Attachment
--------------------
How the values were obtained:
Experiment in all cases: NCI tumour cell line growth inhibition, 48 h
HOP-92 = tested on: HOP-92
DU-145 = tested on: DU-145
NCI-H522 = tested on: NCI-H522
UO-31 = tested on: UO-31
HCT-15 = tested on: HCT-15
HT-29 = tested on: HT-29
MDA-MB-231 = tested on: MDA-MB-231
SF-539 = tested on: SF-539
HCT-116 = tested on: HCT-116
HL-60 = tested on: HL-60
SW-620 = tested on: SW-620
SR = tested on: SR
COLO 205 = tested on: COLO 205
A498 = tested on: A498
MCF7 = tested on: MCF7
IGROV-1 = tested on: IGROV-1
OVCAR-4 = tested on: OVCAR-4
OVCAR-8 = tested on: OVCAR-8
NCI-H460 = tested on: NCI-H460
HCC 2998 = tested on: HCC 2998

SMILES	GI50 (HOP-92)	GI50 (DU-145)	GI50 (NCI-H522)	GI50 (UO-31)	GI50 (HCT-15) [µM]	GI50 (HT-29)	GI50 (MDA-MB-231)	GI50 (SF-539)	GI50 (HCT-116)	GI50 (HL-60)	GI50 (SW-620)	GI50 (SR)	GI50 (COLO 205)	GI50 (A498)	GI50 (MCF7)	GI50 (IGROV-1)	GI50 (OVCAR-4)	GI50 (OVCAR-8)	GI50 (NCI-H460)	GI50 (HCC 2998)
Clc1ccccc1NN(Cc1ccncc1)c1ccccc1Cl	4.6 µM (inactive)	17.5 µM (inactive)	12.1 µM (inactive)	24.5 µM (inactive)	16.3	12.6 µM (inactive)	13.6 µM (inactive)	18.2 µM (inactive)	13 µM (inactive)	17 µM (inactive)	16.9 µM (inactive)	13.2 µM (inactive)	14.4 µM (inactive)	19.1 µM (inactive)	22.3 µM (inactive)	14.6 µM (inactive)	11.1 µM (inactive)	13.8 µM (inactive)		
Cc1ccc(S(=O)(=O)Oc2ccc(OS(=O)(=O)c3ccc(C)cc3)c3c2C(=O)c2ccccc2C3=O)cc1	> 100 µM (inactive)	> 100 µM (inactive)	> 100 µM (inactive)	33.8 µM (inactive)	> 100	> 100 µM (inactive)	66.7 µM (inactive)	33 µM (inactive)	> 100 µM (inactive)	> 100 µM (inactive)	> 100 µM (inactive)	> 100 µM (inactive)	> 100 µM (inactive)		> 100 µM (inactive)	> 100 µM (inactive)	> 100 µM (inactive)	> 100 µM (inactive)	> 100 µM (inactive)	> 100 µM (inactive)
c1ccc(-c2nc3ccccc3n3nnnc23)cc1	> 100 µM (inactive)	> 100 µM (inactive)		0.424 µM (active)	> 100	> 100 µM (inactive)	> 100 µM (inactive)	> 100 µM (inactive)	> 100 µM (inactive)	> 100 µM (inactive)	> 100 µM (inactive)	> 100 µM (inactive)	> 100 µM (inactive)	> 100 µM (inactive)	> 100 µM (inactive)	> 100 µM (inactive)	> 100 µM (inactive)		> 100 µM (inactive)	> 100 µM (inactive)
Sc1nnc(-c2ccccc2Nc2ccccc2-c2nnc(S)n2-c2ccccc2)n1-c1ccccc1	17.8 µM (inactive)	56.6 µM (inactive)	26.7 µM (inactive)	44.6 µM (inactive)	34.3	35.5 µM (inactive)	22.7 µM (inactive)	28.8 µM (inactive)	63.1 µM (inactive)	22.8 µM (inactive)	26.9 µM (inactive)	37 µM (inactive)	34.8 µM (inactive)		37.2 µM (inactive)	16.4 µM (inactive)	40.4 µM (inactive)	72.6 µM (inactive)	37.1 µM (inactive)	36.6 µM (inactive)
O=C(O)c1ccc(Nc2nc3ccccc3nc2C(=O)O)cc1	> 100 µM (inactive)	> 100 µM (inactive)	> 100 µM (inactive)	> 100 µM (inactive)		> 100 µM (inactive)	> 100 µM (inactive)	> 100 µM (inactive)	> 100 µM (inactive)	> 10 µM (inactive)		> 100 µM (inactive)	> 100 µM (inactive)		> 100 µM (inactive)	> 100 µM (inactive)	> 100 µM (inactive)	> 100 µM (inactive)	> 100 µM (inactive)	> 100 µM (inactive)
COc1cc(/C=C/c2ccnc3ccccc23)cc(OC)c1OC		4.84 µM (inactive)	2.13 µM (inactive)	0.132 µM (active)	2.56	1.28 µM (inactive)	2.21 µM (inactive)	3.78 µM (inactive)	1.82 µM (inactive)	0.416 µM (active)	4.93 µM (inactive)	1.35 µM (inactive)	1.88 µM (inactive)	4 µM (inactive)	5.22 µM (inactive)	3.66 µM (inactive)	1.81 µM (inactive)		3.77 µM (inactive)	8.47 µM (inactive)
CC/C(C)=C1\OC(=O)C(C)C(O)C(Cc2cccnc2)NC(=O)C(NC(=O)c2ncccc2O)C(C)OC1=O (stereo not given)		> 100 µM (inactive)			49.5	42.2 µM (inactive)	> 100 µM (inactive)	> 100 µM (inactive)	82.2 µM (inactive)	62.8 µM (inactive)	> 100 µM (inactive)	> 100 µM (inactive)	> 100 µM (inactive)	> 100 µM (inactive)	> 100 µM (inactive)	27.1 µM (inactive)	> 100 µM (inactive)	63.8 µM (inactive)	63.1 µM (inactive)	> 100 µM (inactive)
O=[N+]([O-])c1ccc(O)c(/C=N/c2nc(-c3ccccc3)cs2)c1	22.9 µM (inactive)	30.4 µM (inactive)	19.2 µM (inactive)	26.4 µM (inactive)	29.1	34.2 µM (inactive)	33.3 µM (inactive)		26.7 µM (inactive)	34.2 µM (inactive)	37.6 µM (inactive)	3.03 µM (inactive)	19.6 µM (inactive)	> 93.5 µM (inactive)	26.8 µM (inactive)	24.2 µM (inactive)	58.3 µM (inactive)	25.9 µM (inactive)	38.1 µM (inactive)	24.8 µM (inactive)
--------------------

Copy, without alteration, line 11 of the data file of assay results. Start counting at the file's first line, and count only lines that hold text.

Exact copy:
HCT-116 = tested on: HCT-116